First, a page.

Class and Gender Representations in Pride and Prejudice

969 Words Nov 18th, 2010 4 Pages
Jane Austin uses the novel Pride and Prejudice to comment on both class and gender expectations within a fixed society. She questions both the class stratification of the time, and the unreasonable expectations placed on gender, and the inequality between males and females. Written in 1796, Austin lived during the regency period, in which the novel is based and understood both the issues she was commenting on.

Austin used setting, and descriptions of the estates to give information on the characters and their social status. Using descriptions of Rosings Park, in comparison to Pemberly, readers are able to see the contrast between both Lady Catherine De Bough, and my Darcy. “Taste neither gaudy, nor uselessly fine, with less of
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They depended on marriage to keep their status within society, and to allow them to have a comfortable life. “I ask only a comfortable home; and considering Mr. Collins 's character, connection, and situation in life, I am convinced that my chance of happiness with him is as fair as most people can boast on entering the marriage state." Charlotte understood this fact, and married him for is security, binding herself the obsequious Mr. Collins.

It is also this fact that led Mrs. Bennet to silliness, in trying to have all of her daughters married well, in order to save them from a hard life, as Longbourne, their estate, was to be entailed away to Mr. Collins.” The business of her life was to get her daughters married; its solace was visiting and news.” Austen provides a reason for Mrs. Bennet to be so silly, in trying to have all daughters in a state of security, and not have to worry over the imminent entailment.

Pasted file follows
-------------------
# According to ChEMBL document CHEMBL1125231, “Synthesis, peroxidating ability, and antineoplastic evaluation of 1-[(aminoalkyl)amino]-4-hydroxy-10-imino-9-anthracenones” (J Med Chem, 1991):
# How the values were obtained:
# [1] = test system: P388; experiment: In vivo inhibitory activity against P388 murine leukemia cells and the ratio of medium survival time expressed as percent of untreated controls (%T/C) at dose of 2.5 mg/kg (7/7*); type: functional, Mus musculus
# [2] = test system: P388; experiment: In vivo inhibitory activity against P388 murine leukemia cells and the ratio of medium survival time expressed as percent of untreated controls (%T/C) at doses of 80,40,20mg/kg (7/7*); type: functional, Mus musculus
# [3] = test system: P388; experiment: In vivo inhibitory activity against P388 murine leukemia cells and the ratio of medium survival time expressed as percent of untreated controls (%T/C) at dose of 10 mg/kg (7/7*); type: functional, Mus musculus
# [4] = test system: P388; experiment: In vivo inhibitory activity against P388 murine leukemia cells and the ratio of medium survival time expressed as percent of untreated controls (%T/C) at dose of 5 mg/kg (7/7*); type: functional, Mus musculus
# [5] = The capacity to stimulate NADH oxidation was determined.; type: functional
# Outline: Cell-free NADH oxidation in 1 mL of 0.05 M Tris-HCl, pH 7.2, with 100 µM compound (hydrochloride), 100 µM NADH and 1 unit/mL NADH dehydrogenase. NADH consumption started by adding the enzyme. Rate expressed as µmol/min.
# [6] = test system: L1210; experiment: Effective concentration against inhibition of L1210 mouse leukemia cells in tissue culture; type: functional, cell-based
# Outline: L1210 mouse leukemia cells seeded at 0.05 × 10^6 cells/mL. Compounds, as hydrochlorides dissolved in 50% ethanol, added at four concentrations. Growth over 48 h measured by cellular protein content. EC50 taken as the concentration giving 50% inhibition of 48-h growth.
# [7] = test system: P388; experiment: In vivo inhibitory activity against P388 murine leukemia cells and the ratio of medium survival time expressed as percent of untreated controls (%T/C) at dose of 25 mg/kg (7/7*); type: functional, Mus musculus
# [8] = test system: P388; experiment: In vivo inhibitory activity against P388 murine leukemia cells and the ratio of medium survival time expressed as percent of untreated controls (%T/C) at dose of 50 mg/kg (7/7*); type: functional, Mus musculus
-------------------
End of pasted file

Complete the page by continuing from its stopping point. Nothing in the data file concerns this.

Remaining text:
Austen uses the novel pride and prejudice to comment on society and the expectations placed on gender, and class. Highlighting the class stratification of the times, and people of the upper classes refusal to accept those of a lower class into their ranks. Commenting on the expectations placed both on men and women of society, Austen uses her characters to portray her own dissatisfaction with such requirements. Austin portrays the society she lives in, in such a way that both challenges
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